Catoosa voter testing new machines

With new voting machines this year, after filling out a ballot on a touch screen, Georgia voters will get a paper copy of their ballot from a printer next to the screen and insert it into a scanner to have their votes recorded.

Voters who cast ballots in the first few days of the advance voting period generally had a “positive experience” using new machines the state government was testing in Bartow County in this year’s municipal elections, elections officials said.

Voters began making their choices Oct. 14 during the three-week advance voting period in municipal elections in the cities of Cartersville, Emerson, Euharlee and White before Election Day Nov. 5.

The county has a contract with each city to conduct their elections, said assistant election supervisor Cheryl Billard of Bartow County Elections and Voter Registration.

The Georgia Secretary of State’s office is testing the new Dominion Voting Systems machines in Bartow and five other counties this year before using them statewide in Georgia’s Presidential Preference Primary in March 2020.

The machines feature a ballot-marking device into which voters insert a “smartcard.” They then make their choices on a touch screen tablet, review them on the screen, print a paper ballot and place it into an optical scanner for counting.

The paper ballots are used for verifying and auditing results, according to the Georgia Secretary of State’s office.

Billard said Bartow elections office staff members generally had not needed to assist voters with the new machines “once they understand the basic premise.”

“The only thing that’s really different is that they now get a printed ballot that they then scan,” Billard said. “But, as far as the touch screen, it’s so similar that they seem to be very happy with it.”

Election Supervisor Joseph Kirk said voters he saw using the new machines appear “to understand the new system intuitively.”

“The only thing we have to remind them of is to remove the voter card from the ballot marking device,” Kirk said.

Advance voting in each city’s election is scheduled for only the county elections office at 1300 Joe Frank Harris Parkway in Cartersville on weekdays from 8 a.m. to 5 p.m. through Friday, Oct. 25.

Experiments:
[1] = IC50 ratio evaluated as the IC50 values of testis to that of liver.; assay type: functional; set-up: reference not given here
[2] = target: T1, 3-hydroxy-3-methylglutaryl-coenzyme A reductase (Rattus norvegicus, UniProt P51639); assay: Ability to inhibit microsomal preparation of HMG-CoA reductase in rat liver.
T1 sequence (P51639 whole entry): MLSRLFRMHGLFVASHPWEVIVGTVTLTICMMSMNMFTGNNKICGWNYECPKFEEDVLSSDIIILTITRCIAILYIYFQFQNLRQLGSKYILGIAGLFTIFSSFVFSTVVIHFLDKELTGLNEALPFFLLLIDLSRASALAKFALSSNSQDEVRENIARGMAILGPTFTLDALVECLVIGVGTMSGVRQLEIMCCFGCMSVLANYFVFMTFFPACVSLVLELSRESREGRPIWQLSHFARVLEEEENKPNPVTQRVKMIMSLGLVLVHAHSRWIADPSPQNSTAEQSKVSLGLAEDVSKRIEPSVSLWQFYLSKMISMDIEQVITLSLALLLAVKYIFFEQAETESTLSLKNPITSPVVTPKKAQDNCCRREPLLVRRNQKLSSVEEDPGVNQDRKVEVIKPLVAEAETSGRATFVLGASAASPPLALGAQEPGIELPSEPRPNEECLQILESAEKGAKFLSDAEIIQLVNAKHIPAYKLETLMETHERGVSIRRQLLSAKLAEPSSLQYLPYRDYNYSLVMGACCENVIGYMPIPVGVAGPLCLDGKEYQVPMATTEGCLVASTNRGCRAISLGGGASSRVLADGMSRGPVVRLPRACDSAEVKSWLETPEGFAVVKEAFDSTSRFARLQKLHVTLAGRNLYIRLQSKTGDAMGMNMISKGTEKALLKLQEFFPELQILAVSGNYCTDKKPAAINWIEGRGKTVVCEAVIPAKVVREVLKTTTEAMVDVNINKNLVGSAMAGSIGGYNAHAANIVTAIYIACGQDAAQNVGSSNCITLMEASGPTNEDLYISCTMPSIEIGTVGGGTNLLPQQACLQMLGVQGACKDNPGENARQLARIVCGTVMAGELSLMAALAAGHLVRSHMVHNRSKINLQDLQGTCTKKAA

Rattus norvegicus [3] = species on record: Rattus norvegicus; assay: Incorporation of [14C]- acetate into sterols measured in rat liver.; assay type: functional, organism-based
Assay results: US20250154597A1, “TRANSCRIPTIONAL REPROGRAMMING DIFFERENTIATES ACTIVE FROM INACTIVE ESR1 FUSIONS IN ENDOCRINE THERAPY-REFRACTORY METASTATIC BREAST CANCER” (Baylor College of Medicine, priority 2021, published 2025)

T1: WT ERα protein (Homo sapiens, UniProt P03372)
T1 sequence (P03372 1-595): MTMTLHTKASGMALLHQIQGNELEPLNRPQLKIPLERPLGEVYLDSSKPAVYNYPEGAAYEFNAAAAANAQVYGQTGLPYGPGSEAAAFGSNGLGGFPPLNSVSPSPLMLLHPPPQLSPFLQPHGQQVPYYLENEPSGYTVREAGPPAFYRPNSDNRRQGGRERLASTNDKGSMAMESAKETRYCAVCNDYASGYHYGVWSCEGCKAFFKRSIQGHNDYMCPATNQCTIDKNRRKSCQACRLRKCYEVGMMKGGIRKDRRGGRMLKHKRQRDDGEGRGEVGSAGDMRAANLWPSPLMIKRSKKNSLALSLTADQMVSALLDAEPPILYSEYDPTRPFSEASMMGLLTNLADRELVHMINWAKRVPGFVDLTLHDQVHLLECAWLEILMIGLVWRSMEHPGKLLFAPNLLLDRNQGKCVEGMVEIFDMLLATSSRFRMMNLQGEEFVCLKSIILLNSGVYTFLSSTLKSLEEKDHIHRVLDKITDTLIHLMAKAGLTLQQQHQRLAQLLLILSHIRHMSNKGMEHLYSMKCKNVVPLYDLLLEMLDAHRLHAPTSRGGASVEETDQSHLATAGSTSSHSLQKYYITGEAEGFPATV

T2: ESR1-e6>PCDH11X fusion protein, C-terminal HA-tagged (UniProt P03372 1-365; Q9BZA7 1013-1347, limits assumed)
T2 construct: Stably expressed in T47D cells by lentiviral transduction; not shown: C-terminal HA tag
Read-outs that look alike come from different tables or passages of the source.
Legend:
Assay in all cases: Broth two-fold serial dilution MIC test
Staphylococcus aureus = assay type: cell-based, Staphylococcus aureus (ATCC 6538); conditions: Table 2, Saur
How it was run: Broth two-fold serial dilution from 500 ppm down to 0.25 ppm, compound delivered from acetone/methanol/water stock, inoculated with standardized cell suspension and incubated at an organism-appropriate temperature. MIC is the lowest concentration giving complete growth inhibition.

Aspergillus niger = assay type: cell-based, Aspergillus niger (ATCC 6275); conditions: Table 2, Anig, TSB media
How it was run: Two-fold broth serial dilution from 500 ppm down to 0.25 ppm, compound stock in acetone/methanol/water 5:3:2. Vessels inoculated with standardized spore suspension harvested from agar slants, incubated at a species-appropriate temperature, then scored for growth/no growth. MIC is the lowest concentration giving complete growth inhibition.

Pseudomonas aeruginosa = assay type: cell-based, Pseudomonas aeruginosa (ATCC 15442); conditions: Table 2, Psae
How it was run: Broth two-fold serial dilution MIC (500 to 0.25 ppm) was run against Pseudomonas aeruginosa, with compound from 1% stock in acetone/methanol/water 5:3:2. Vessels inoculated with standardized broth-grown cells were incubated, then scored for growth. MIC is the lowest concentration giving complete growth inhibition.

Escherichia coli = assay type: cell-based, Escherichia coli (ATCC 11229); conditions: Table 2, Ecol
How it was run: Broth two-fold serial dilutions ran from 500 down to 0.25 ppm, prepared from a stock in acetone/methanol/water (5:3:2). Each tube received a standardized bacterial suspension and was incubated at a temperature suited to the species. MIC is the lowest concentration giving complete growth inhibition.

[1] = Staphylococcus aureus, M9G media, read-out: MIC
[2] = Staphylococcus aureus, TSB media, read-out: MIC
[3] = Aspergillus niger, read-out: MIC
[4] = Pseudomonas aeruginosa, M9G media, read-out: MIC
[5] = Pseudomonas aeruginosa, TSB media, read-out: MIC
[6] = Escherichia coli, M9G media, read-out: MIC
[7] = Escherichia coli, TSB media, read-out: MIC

Between Oct. 28 and Nov. 1, advance voting also will be offered from 8 a.m. to 5 p.m. at the Cartersville Civic Center at 435 W. Main St. for the city of Cartersville’s election, and at Emerson City Hall at 700 Hwy. 293 for the city of Emerson’s election. Times will be 8 a.m. to 6 p.m. at the elections office and Euharlee City Hall at 30 Burge's Mill Road for the city of Euharlee’s election, Kirk said.

The city of White chose not to have an advance voting location other than the elections office all three weeks, Kirk said.

No voting will be done Nov. 2 to 4 before the final day of voting on Election Day Nov. 5 in voters’ assigned precinct locations within each city.

Billard noted only 19 voters from the four cities had traveled to the elections office at 1300 Joe Frank Harris Parkway in Cartersville to use the machines in the first two days of advance voting.

“But it was universally a positive experience for the voters,” Billard said.

She said elections officials were disappointed with the early numbers “but not surprised” because municipal elections typically feature low turnouts.

The city of Cartersville election is featuring a contested mayor’s race with incumbent Matt Santini facing challengers Nicole Pavey Butler and Barbara Jackson.

In White, incumbent Mayor Kim Dupree Billue will face a challenge from former city police chief David King while incumbent council members Charles Buttrum and Ryan Evans and challenger Norman Gary Crisp qualified for two city council seats up for election this year.

Tim Abbott, incumbent Councilman David Duncan and Michael Troxell are seeking two Euharlee City Council seats on the ballot this year.

Bartow County elections office also is conducting referendums in Cartersville and Emerson on the Georgia “Brunch Bill,” which allows restaurants in each city to begin alcohol sales on Sundays at 11 a.m. rather than the current 12:30 p.m.


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